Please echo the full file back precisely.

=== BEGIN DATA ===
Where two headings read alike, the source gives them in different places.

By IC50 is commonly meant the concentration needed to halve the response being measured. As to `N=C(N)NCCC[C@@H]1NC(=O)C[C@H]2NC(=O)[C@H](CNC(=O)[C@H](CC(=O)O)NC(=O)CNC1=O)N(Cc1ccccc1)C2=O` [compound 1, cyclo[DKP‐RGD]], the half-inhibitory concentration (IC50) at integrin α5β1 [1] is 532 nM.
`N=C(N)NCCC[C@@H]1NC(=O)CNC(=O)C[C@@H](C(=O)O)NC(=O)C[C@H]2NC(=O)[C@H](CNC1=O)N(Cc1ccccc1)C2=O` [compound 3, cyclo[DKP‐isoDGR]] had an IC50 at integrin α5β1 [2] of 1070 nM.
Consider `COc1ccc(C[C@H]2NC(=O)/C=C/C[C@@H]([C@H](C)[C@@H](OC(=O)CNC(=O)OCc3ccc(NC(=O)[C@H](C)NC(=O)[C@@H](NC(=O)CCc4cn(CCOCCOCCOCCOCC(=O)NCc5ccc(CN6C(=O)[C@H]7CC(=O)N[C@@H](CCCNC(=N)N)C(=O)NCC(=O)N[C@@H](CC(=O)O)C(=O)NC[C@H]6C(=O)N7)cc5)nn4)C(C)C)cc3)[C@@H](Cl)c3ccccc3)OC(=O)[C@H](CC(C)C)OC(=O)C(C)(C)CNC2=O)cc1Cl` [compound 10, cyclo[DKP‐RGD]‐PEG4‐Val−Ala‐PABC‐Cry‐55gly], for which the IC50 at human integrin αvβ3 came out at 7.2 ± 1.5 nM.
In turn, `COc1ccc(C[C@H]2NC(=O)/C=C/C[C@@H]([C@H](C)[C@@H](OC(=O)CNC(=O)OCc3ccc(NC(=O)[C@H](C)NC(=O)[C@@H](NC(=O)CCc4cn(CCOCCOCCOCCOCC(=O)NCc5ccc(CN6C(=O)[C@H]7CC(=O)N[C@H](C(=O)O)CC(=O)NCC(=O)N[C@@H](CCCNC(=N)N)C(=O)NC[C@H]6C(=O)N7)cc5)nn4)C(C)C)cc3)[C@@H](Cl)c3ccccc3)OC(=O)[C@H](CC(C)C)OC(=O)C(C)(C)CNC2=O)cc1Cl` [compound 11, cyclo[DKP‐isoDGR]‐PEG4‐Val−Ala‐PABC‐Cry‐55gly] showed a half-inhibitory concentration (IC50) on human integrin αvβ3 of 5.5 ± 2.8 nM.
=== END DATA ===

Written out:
Where two headings read alike, the source gives them in different places.

By IC50 is commonly meant the concentration needed to halve the response being measured. As to `N=C(N)NCCC[C@@H]1NC(=O)C[C@H]2NC(=O)[C@H](CNC(=O)[C@H](CC(=O)O)NC(=O)CNC1=O)N(Cc1ccccc1)C2=O` [compound 1, cyclo[DKP‐RGD]], the half-inhibitory concentration (IC50) at integrin α5β1 [1] is 532 nM.
`N=C(N)NCCC[C@@H]1NC(=O)CNC(=O)C[C@@H](C(=O)O)NC(=O)C[C@H]2NC(=O)[C@H](CNC1=O)N(Cc1ccccc1)C2=O` [compound 3, cyclo[DKP‐isoDGR]] had an IC50 at integrin α5β1 [2] of 1070 nM.
Consider `COc1ccc(C[C@H]2NC(=O)/C=C/C[C@@H]([C@H](C)[C@@H](OC(=O)CNC(=O)OCc3ccc(NC(=O)[C@H](C)NC(=O)[C@@H](NC(=O)CCc4cn(CCOCCOCCOCCOCC(=O)NCc5ccc(CN6C(=O)[C@H]7CC(=O)N[C@@H](CCCNC(=N)N)C(=O)NCC(=O)N[C@@H](CC(=O)O)C(=O)NC[C@H]6C(=O)N7)cc5)nn4)C(C)C)cc3)[C@@H](Cl)c3ccccc3)OC(=O)[C@H](CC(C)C)OC(=O)C(C)(C)CNC2=O)cc1Cl` [compound 10, cyclo[DKP‐RGD]‐PEG4‐Val−Ala‐PABC‐Cry‐55gly], for which the IC50 at human integrin αvβ3 came out at 7.2 ± 1.5 nM.
In turn, `COc1ccc(C[C@H]2NC(=O)/C=C/C[C@@H]([C@H](C)[C@@H](OC(=O)CNC(=O)OCc3ccc(NC(=O)[C@H](C)NC(=O)[C@@H](NC(=O)CCc4cn(CCOCCOCCOCCOCC(=O)NCc5ccc(CN6C(=O)[C@H]7CC(=O)N[C@H](C(=O)O)CC(=O)NCC(=O)N[C@@H](CCCNC(=N)N)C(=O)NC[C@H]6C(=O)N7)cc5)nn4)C(C)C)cc3)[C@@H](Cl)c3ccccc3)OC(=O)[C@H](CC(C)C)OC(=O)C(C)(C)CNC2=O)cc1Cl` [compound 11, cyclo[DKP‐isoDGR]‐PEG4‐Val−Ala‐PABC‐Cry‐55gly] showed a half-inhibitory concentration (IC50) on human integrin αvβ3 of 5.5 ± 2.8 nM.